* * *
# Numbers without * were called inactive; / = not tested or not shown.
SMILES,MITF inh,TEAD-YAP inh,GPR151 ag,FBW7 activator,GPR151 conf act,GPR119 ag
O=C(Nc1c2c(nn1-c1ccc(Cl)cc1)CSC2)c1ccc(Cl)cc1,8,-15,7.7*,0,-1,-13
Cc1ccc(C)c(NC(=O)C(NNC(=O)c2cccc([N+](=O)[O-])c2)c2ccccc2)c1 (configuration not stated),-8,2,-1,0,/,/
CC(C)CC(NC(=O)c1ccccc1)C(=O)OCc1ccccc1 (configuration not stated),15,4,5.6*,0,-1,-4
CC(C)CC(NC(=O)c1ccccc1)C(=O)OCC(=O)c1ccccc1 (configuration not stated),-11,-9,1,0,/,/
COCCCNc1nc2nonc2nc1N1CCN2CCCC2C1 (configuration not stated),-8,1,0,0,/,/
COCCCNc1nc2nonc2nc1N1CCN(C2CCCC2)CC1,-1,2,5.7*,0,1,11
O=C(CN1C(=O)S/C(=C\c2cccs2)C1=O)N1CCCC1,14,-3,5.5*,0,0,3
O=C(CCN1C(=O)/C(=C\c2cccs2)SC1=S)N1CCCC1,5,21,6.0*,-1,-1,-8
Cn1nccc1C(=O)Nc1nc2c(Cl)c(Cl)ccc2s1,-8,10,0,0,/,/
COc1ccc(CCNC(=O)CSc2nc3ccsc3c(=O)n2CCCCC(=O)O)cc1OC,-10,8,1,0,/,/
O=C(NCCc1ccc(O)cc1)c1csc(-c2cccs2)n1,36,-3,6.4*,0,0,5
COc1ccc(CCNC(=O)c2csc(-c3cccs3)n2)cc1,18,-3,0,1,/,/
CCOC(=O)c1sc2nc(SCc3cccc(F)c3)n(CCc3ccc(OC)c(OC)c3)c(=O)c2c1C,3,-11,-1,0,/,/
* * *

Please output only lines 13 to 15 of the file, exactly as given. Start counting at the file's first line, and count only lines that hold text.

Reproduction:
O=C(NCCc1ccc(O)cc1)c1csc(-c2cccs2)n1,36,-3,6.4*,0,0,5
COc1ccc(CCNC(=O)c2csc(-c3cccs3)n2)cc1,18,-3,0,1,/,/
CCOC(=O)c1sc2nc(SCc3cccc(F)c3)n(CCc3ccc(OC)c(OC)c3)c(=O)c2c1C,3,-11,-1,0,/,/